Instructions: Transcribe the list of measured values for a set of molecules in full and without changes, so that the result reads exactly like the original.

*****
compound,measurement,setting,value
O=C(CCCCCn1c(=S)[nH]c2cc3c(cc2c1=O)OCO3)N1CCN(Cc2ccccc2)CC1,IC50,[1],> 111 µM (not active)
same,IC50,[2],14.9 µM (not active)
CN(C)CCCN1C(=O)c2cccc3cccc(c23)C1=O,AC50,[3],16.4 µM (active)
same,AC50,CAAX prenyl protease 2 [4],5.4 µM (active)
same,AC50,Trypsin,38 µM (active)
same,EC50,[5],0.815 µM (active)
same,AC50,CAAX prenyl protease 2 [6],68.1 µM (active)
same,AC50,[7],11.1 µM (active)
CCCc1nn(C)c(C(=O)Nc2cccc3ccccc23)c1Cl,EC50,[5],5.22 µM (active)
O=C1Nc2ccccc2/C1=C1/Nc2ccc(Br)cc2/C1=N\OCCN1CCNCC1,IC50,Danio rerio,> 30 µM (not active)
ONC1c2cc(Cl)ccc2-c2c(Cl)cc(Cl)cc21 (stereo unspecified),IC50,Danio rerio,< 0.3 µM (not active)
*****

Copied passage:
compound,measurement,setting,value
O=C(CCCCCn1c(=S)[nH]c2cc3c(cc2c1=O)OCO3)N1CCN(Cc2ccccc2)CC1,IC50,[1],> 111 µM (not active)
same,IC50,[2],14.9 µM (not active)
CN(C)CCCN1C(=O)c2cccc3cccc(c23)C1=O,AC50,[3],16.4 µM (active)
same,AC50,CAAX prenyl protease 2 [4],5.4 µM (active)
same,AC50,Trypsin,38 µM (active)
same,EC50,[5],0.815 µM (active)
same,AC50,CAAX prenyl protease 2 [6],68.1 µM (active)
same,AC50,[7],11.1 µM (active)
CCCc1nn(C)c(C(=O)Nc2cccc3ccccc23)c1Cl,EC50,[5],5.22 µM (active)
O=C1Nc2ccccc2/C1=C1/Nc2ccc(Br)cc2/C1=N\OCCN1CCNCC1,IC50,Danio rerio,> 30 µM (not active)
ONC1c2cc(Cl)ccc2-c2c(Cl)cc(Cl)cc21 (stereo unspecified),IC50,Danio rerio,< 0.3 µM (not active)